Tuesday, February 07, 2006

Rescues, various

I spent yesterday with my business partner, Magpy, shopping at the San Francisco Gift Show. We walked our feet off, but it was worth it. We picked up some wonderful items for our Vendor table at PantheaCon, including some very special Balinese mahogany sculptures of Kuan Yin, (hand carved), and some delightful jade cats (I may have to keep one of those). One of the Balinese figures is a sexy, lush female torso - that one could cause a riot. Her nickname is now "BB" for Balinese Babe.

I spent some free time this morning catching up on correspondence and arranged for a phone counseling session on Sunday for a Pagan family in Alaska. (I don't usually do that, but this person is known to me, and it's a special case).

I received a note from Kerr today at Officers of Avalon about his emergency rescue work and a new book he's got in the works:

I spoke with my publisher at Idyll Arbor a few days ago and he expects that we'll be doing the final editing on my safety book for field workers like nurses and social workers later this month. I'm very excited about this book, "When Helping Hurts".

I'll be flying out to Convocation 2006 in Michigan on 23 February. I'm looking forward to it. I'll be conducting a Warrior Armoring ritual with the help of Chris Penczak, Denessa Smith and some local friends. This is an indoor version of the Armoring that was well received at FPG last November. I will also be teaching the Maori Haka (warrior dance) Ka Mate Haka as part of my Warrior workshop."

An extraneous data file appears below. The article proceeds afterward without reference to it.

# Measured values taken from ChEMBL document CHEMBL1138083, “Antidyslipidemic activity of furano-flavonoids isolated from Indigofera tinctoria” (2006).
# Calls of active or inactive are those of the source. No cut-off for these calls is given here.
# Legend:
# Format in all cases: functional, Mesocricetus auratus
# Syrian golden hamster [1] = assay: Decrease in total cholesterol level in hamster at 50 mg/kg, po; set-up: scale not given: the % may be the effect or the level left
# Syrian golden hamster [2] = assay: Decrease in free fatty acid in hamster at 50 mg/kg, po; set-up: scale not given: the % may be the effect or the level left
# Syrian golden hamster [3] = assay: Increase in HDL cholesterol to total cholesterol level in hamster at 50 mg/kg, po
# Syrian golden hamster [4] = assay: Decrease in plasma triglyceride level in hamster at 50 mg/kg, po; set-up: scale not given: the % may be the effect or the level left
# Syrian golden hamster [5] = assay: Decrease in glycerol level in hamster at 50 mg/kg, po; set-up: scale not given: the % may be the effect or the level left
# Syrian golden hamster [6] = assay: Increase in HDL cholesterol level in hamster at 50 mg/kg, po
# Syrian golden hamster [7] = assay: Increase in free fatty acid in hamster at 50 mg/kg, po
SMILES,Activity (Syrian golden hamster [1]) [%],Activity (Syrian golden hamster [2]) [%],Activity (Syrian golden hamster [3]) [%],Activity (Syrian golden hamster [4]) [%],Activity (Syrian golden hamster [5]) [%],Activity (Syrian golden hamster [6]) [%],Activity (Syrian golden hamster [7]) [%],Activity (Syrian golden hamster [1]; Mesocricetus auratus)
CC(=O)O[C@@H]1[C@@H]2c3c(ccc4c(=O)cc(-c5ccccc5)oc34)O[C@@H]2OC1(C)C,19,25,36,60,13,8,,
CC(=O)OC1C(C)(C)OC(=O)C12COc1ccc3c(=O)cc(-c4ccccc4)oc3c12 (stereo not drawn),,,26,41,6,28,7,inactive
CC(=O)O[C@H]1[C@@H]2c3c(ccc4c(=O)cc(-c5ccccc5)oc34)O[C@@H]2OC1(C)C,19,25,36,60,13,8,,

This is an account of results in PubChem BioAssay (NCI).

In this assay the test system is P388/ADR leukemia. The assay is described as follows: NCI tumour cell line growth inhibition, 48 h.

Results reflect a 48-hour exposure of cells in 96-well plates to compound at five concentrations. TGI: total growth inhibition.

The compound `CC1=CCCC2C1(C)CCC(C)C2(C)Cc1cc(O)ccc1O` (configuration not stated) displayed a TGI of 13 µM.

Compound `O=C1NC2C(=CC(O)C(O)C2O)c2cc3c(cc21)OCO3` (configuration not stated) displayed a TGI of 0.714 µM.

That sounds fantastic. I'll let friends in that area know about this.

I've corresponded with Chris P. a few times but I've never met him in person. I am hoping to change that at this year's PantheaCon.

I wrote back to Kerr today. Part of my letter said:

A great many Pagans are involved in companion and wildlife rescue work, as well. (I'm trained in both) Full Circle gave our 2006 Gaia's Guardian Award United Animal Nation for their valiant efforts on behalf of companion animals, farm animals and wildlife after Katrina.

If you ever want a trip out to Southern California (and a chance to go to the original Disneyland), check out this Conference on Animal Rescue given by the Humane Society.

Kerr is a former police detective. He and another friend gave me some advice and support with a situation involving a Pagan pedophile last year. I let Kerr know today that the man in question has been arrested. The case against him is solid. He abused several young girls in various states (who will testify, if needed), a staggering cache of kiddy porn was found on his hard drive (discovered using a warrant, during a legal search) and the police have his own confession on tape. The families involved (some of whom are Pagan) are now in therapy and healing as best they can.

Today seems to have a to have a theme. (Oddly enough, they often do, I just have to pay attention). I got to thinking about rescuing: when it helps and, as Kerr notes, when it hurts, (something we often discuss in Spiral Steps) and when there are times we have to rescue ourselves (or at least be ready to do so). On that note: I sent this note out today to our Senior Editor for inclusion in the newsletter, and cc'd various women friends: